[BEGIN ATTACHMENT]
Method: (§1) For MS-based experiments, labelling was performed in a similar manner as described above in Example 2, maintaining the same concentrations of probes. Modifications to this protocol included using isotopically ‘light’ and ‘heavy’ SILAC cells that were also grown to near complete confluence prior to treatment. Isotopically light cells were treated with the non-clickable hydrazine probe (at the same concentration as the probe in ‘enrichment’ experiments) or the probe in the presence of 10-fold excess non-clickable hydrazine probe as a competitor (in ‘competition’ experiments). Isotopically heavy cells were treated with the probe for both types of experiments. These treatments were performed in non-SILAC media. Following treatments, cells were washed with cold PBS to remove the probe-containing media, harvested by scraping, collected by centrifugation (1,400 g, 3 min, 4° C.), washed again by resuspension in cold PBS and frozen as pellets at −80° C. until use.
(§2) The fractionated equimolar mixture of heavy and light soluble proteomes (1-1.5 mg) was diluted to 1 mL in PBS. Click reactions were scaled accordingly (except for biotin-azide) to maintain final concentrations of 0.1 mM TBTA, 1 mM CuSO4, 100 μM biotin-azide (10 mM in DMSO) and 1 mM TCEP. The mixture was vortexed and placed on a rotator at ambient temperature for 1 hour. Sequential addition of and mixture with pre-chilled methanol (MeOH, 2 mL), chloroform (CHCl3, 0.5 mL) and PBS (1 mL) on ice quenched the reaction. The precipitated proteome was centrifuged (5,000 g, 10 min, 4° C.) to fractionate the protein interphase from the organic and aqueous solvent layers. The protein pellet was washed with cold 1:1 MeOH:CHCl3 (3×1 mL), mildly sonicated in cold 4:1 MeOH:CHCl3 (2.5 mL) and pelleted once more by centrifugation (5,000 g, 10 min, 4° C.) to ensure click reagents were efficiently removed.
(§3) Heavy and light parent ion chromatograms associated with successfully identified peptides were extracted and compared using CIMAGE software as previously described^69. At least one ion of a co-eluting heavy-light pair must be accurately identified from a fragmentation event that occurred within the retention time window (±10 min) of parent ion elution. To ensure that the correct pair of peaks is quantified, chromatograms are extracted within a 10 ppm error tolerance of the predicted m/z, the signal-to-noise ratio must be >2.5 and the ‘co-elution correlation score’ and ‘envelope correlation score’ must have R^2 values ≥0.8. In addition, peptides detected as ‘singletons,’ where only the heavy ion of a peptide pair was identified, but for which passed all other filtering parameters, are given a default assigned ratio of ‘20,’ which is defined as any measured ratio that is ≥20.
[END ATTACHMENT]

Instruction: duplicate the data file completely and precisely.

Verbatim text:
Method: (§1) For MS-based experiments, labelling was performed in a similar manner as described above in Example 2, maintaining the same concentrations of probes. Modifications to this protocol included using isotopically ‘light’ and ‘heavy’ SILAC cells that were also grown to near complete confluence prior to treatment. Isotopically light cells were treated with the non-clickable hydrazine probe (at the same concentration as the probe in ‘enrichment’ experiments) or the probe in the presence of 10-fold excess non-clickable hydrazine probe as a competitor (in ‘competition’ experiments). Isotopically heavy cells were treated with the probe for both types of experiments. These treatments were performed in non-SILAC media. Following treatments, cells were washed with cold PBS to remove the probe-containing media, harvested by scraping, collected by centrifugation (1,400 g, 3 min, 4° C.), washed again by resuspension in cold PBS and frozen as pellets at −80° C. until use.
(§2) The fractionated equimolar mixture of heavy and light soluble proteomes (1-1.5 mg) was diluted to 1 mL in PBS. Click reactions were scaled accordingly (except for biotin-azide) to maintain final concentrations of 0.1 mM TBTA, 1 mM CuSO4, 100 μM biotin-azide (10 mM in DMSO) and 1 mM TCEP. The mixture was vortexed and placed on a rotator at ambient temperature for 1 hour. Sequential addition of and mixture with pre-chilled methanol (MeOH, 2 mL), chloroform (CHCl3, 0.5 mL) and PBS (1 mL) on ice quenched the reaction. The precipitated proteome was centrifuged (5,000 g, 10 min, 4° C.) to fractionate the protein interphase from the organic and aqueous solvent layers. The protein pellet was washed with cold 1:1 MeOH:CHCl3 (3×1 mL), mildly sonicated in cold 4:1 MeOH:CHCl3 (2.5 mL) and pelleted once more by centrifugation (5,000 g, 10 min, 4° C.) to ensure click reagents were efficiently removed.
(§3) Heavy and light parent ion chromatograms associated with successfully identified peptides were extracted and compared using CIMAGE software as previously described^69. At least one ion of a co-eluting heavy-light pair must be accurately identified from a fragmentation event that occurred within the retention time window (±10 min) of parent ion elution. To ensure that the correct pair of peaks is quantified, chromatograms are extracted within a 10 ppm error tolerance of the predicted m/z, the signal-to-noise ratio must be >2.5 and the ‘co-elution correlation score’ and ‘envelope correlation score’ must have R^2 values ≥0.8. In addition, peptides detected as ‘singletons,’ where only the heavy ion of a peptide pair was identified, but for which passed all other filtering parameters, are given a default assigned ratio of ‘20,’ which is defined as any measured ratio that is ≥20.